Crippled — unable to walk or move
Physically challenged — no official definition (challenge; dare, provocation; physical, manual, labor-intensive; manually dared or provoked)
Handicapped — having a condition that markedly restricts one’s ability to function physically, mentally, or socially.
Disabled — having a physical or mental disability; unable to perform one or more natural activities (such as walking or seeing) because of illness or injury
Person — a being, such as a human, that has certain capacities or attributes constituting personhood
Ability — possession of the means or skill to do something
Dis — can’t or won’t
I am A PERSON WITH A DISABILITY. As a leader in my community, I demand retractions of the articles written in the Star Tribune newspaper describing, abusing, and discriminating against persons with disabilities.
The paper reaches all corners of this state. The abusive language referring to and describing us was disgraceful, degrading, inhuman, immoral, and unethical. I have been called crippled, physically challenged, handicapped and disabled by others. Yet I have always been a person.
No one ever asked me who or what I wanted to be called or who I was. The persons deciding the name or condition applied to persons with disabilities should be but clearly were not persons with disabilities and had no one in their sphere of friends and associates who was a person with a disability or disabilities.
Language is a powerful tool, and the Star Tribune uses words in a powerful way. The Americans with Disabilities Act was established decades ago. Minnesota celebrated 25 years of the ADA this year. Whenever writers place items in the Star Tribune about people with disabilities, please use persons with disabilities when referring to or describing us.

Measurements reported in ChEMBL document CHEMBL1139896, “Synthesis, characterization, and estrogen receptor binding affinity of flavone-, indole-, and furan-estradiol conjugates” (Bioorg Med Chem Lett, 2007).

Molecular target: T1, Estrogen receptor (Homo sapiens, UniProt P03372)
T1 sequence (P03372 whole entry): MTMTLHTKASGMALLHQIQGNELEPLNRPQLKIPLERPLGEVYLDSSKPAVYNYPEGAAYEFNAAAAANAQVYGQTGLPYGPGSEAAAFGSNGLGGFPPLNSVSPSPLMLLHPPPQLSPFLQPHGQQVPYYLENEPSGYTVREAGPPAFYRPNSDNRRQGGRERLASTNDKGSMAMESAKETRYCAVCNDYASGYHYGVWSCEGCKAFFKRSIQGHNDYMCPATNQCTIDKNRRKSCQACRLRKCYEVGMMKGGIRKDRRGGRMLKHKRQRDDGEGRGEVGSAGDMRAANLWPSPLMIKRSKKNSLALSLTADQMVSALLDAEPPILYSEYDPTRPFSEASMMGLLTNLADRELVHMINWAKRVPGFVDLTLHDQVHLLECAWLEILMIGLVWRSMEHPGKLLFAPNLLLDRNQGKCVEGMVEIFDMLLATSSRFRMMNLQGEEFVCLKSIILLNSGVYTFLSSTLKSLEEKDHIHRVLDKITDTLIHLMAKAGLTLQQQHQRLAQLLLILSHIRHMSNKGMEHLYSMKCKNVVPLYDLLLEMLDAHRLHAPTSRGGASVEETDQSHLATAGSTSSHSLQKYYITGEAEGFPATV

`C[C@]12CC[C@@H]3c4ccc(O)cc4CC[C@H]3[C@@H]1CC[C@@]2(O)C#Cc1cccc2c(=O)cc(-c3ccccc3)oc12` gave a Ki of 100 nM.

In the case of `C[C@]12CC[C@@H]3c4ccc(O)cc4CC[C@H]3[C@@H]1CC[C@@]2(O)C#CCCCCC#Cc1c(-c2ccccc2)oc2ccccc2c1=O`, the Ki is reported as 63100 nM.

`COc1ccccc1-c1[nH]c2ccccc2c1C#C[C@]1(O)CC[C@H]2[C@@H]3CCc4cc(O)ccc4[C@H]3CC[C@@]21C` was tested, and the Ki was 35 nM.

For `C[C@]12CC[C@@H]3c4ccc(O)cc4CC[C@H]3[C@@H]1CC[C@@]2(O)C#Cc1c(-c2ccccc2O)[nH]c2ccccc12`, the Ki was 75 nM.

Continued use of the terms above deny us our civil and human rights. It allows people to ignore our humanity because we are “conditions.” Conditions are whatever someone decides. Conditions have no civil or human rights.
Conditions can’t be educated, can’t be sexually active or physically attractive. Conditions can be ignored because they have no money, no vote, and no voice. Some people believe persons with disabilities can be interchanged with disabled and the statement holds the same meaning.
Believe me, as a 56-year survivor of a serious childhood accident that should have taken my life, no one has the right to refer to me as a condition (disabled, handicapped, physically challenged, crippled). I am a human being, as are all other persons with disabilities, who has every God-given right, civil right, and human right to be treated fairly and equitably. To be given my respect, honor, faith, and trust as a human being on this planet.
All words and terms used to describe persons with disabilities as conditions should be stricken from the English language. This includes special needs, Special Olympics, retarded, handicapped (including the blue signs in the parking lots and labels on parking meter poles), crippled up, and other terms I would never use. It does not take much imagination to change the condition words used to people words.
Give us our humanity. Respect our rights. Stop the mistreatment and labeling of us. All of you would not be pleased if we referred to you as some condition or inanimate object.
I am willing and able to speak with any and all of you, your peers, friends, politicians, lawmakers, etc., to put you on the right path to recognizing our humanity whenever we are thought of. Continued use of condition language makes us invisible, and we would remain inhuman.
Please consider the harm you have caused. Think about the cultures and persons other than White and how the words apply to them. Can someone define “special needs child”? Please inform me: What is special about Special Olympics outside of creating two classes of people?
Stop the madness and inhumanity.
Kenneth Brown is a disability advocate/consultant, speaker/educator and business owner. He welcomes and invites reader responses to firstname.lastname@example.org or 612-518-2155.